Causes of the breakup included deep exhaustion with touring, bassist Matt Whipple’s decision to return to school for interior design, and a brooding sense that — despite consistent acclaim and a committed cadre of fans — “there was nowhere else for us to go.” During that grueling final year, the band toured with alt-rock legends the Pixies, “which was just crazy — like, dream scenario stuff,” the singer says. “And then we went back to the same cities that we played with Pixies in to headline, three months later. And nobody came.”
Ah, The Weirdness.
Generally speaking, The Weirdness hits plenty of artists looking to follow-up their most critically acclaimed album. The timeline goes something like this: The Artist has likely released several albums to generally positive reviews. The Artist may have a modest-yet-loyal fanbase. Then, something happens to The Artist, causing them to reach within and write The Defining Statement. The Defining Statement is an album that makes critics take notice; The Defining Statement is a bridge between fans and critics. In fact, sometimes (but not always), The Artist goes on to resent or even loathe the success of The Defining Statement, and in an act of defiance, they give into The Weirdness.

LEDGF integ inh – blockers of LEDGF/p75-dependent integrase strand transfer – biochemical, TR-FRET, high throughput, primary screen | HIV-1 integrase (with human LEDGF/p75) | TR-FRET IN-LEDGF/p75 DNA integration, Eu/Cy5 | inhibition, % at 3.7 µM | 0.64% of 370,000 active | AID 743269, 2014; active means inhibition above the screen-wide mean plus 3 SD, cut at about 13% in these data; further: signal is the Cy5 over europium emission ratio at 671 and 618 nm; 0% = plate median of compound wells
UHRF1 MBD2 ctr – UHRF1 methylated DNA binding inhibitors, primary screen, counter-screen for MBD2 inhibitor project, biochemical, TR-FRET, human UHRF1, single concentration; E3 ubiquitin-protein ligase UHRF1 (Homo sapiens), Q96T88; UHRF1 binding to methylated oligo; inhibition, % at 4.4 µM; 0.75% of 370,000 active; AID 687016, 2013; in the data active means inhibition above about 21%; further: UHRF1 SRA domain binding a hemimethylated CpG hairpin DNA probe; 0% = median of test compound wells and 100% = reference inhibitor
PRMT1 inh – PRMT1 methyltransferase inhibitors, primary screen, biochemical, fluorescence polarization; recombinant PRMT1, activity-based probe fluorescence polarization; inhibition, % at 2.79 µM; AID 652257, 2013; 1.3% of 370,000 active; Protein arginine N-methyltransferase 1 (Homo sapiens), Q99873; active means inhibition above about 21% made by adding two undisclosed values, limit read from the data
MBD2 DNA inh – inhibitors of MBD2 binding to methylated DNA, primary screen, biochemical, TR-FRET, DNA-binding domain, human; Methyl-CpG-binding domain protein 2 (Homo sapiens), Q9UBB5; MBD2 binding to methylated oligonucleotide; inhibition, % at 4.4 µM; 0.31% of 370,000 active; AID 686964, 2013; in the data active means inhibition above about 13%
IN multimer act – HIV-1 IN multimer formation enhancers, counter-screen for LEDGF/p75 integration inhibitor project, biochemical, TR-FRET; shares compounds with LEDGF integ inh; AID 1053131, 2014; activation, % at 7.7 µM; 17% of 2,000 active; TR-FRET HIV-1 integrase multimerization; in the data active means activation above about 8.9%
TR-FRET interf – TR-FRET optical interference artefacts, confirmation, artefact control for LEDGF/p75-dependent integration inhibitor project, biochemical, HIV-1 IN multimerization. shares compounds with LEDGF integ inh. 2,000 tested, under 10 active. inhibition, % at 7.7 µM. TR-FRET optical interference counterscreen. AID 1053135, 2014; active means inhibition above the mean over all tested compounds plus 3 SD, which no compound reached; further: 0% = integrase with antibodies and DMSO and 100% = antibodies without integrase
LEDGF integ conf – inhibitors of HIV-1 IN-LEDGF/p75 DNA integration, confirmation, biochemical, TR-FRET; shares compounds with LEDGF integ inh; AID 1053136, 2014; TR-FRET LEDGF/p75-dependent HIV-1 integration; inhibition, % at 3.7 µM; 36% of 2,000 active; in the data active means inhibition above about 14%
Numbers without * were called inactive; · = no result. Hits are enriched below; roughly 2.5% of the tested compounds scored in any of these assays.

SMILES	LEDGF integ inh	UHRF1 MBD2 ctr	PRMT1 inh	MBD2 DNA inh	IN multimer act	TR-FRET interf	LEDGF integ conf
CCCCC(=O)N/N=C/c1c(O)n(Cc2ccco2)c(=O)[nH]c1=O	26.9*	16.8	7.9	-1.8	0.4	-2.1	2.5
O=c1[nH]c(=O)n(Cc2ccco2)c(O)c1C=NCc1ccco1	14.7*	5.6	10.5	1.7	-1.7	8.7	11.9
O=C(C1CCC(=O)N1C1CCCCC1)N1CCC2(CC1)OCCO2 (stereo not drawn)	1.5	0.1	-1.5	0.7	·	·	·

The Weirdness is an album that turns heads. It is commonly experimental, a sonic left turn that pays more attention to The Artist’s tastes and less attention to what the fanbase may want. It can be an unfiltered and honest look into The Artist’s thoughts and influences. In short: The Weirdness can be awesome.